Ah, sweet victory 30 years later

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“Women and Little Kids on the farm typically did the feeding and watering of the animals, but milking was generally considered to be the lot of the men and the Big Kids. In our family, the milking was done in the cow barn on our aunt and uncle’s farm across the road, because that’s where all of the cows from both families were sheltered. Every farmer knew that to maintain their production rate, cows had to be milked pretty much at the same time every morning and evening. Milking was a duty that permitted no days off. There were no exceptions.”

— Mildred Armstrong Kalish,

Little Heathens: Hard Times and

High Spirits on and Iowa Farm

during the Great Depression

There were a couple of rules on our family farm and one of them had to do with milking at the same time each morning and evening, no matter what. The other had to do with behavior in the milking parlor. Happy, calm, contented cows give more milk than those handled with roughness or exposed to brash behavior.

In our family, the girls did the milking. When my older sisters grew up and moved away, the twice-daily milking fell to me. I usually worked with Paul, a hired hand who was more like family than hired help and he often teased me for treating the cows like pets.

“Next thing ya know, you are gonna be putting bows in their hair,” he often said to pester me.

Teasing

Paul, who was a lifelong friend and classmate, always ate breakfast with us. After he placed his order by saying something silly like, “Today I will have three and a half eggs,” the teasing would begin.

“Stan, you wanna hear what this crazy daughter of yours did this morning?” And then the stories would begin. Paul told whoppers, the gist of which were designed to accuse me of pampering the calm cows and trying to break the feisty cows with a big dose of kindness.

One morning, standing in our straight-eight stanchion milking parlor, I was pinned between two stubborn first-calf heifers. As I tried to pry my way out from between the two of them, one gave me a good kick which I managed to avoid. When her hoof came down, though, it landed squarely on my foot.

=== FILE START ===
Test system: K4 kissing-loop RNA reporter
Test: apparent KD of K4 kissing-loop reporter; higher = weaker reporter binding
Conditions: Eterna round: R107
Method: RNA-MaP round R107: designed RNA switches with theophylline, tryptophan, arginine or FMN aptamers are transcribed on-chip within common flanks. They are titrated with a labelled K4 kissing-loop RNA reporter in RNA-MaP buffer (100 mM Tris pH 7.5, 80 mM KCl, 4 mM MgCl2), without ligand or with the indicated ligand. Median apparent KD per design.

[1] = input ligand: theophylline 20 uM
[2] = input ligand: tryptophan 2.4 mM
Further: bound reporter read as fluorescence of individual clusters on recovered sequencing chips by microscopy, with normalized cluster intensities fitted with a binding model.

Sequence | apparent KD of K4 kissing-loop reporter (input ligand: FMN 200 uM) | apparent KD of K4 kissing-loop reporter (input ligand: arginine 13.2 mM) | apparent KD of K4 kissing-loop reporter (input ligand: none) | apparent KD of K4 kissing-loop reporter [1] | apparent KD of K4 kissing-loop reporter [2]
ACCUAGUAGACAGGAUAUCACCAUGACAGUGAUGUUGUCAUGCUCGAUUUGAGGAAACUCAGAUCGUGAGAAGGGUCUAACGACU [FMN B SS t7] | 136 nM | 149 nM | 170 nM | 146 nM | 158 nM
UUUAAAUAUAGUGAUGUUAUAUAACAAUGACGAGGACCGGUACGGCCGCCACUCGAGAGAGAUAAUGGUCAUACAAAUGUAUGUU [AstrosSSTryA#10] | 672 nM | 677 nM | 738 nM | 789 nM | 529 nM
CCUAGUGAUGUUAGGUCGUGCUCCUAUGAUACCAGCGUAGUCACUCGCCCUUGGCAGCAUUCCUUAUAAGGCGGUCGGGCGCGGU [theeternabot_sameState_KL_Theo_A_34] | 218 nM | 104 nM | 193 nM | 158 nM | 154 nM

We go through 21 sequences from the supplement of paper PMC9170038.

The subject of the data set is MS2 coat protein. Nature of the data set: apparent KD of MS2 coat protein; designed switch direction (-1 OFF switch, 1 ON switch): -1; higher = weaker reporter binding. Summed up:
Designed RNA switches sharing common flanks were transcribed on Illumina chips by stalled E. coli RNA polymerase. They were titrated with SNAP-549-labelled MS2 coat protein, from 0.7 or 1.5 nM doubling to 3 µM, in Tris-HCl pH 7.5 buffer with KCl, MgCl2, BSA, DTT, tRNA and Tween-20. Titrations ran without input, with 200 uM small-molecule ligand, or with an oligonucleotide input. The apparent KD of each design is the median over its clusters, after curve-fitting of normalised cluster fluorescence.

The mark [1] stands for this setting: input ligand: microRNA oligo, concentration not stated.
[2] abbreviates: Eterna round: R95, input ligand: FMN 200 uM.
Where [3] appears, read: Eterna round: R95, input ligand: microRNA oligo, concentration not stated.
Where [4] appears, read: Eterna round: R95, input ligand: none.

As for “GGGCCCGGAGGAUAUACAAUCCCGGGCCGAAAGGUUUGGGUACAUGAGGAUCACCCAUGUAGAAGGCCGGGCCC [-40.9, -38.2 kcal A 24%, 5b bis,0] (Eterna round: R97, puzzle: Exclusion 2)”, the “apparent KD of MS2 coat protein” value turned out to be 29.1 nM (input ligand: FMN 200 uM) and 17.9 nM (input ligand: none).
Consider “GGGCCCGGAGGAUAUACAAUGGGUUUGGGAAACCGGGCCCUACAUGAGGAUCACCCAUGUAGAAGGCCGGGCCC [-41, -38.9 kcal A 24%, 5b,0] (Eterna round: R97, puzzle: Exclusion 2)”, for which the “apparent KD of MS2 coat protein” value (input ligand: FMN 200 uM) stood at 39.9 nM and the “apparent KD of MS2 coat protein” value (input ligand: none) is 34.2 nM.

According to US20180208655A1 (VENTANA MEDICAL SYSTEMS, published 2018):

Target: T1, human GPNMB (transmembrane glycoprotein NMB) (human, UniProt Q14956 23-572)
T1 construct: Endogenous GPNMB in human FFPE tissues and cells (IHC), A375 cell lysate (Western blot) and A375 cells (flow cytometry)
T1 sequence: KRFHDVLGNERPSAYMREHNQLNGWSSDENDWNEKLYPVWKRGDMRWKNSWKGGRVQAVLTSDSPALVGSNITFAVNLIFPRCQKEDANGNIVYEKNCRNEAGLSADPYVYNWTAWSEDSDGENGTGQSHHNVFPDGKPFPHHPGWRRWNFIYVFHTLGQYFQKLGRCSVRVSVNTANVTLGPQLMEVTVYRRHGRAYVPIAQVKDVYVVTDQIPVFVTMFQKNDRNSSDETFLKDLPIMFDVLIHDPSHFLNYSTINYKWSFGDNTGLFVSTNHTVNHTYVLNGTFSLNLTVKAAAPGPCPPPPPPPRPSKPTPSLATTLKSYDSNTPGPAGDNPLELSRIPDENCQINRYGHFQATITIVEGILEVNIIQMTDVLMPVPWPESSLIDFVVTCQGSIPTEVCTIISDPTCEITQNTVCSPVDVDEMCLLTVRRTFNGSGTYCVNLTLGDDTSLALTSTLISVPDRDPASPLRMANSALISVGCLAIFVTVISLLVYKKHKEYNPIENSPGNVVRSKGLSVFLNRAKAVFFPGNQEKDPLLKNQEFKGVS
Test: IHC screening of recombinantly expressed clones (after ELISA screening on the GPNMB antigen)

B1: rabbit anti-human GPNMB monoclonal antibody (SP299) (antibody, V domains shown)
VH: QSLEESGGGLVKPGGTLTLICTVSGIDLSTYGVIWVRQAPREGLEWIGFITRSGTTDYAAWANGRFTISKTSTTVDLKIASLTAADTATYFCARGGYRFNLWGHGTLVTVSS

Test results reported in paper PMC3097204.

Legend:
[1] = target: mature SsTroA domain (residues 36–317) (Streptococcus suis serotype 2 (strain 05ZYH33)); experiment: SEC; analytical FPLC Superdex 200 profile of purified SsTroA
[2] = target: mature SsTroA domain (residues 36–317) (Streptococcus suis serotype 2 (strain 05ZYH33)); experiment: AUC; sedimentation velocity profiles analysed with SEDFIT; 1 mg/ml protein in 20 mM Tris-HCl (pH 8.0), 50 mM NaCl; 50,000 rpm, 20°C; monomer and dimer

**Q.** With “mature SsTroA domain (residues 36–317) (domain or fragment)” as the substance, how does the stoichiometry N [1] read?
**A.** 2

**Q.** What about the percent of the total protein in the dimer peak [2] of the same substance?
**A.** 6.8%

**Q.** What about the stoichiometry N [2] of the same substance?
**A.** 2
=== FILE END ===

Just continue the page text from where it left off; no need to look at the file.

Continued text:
She would not budge. My size five foot was being pressed down in to oblivion by 2-ton Tillie. I called to Paul to help me get Tillie to move. “She’s on my foot!” I said over the noise of the milking compressor.

“That’s great!” Paul said with glee. “Isn’t that the circus act that you’ve been trying to teach her ever since she freshened?”

No sympathy

Paul pried the two young, stubborn heifers apart and I was sprung to freedom. As I limped around the rest of the day, Paul showed no sympathy. “You baby them too much and they know they can push you around,” was his parting shot.

They may have pushed me around, but I took pride in pushing those cows to peak production. Dad was amazed when I had to take some time off to perform the lead part in the school play. Milk production clearly plummeted. For all of the ribbing I took, I knew my cows. When I was away, the fill-in workers were just a bit too rough and too gruff and production suffered.

Names of the cows

Another big point of contention had to do with the names of the cows. DHIA required numbers rather than names for identification, which just irked me to no end. “How would you like to be called by a number?” was my only real argument, but I argued with fervor.

Just a few months ago, a friend told me she had just heard a radio report saying a recent study proved cows with names gave more milk than cows identified strictly with numbers. Oh, how I wanted to be able to share that golden nugget of information with Dad!

Notebooks kept in the milking parlor, which I have held on to over all these years, reflects this on-going argument. Paul writes, “Number 55 off feed. Keep an eye on her.” My handwriting appears beside it: “She prefers to be called Alice.”

Dad, who always managed to have the final word, no matter what the argument, wrote in his decidedly unique handwriting under our scribbles, “Whisper in her ear when you grain her tonight, Paul, and call her Alice if that’s what it takes. She’s been our top producer for two years running. Let’s keep it that way.”

Victory

Ah, victory is sweet, even 30 years later, reading of my win in an old, splattered notebook!

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Judith Sutherland, born and raised on an Ohio family dairy farm, now lives on a 70-acre farm not far from the area where her father’s family settled in the 1850s. Appreciating the tranquility of rural life, Sutherland enjoys sharing a view of her world through writing. Other interests include teaching, reading, training dogs and raising puppies. She and her husband have two children, a son and a daughter, in college.

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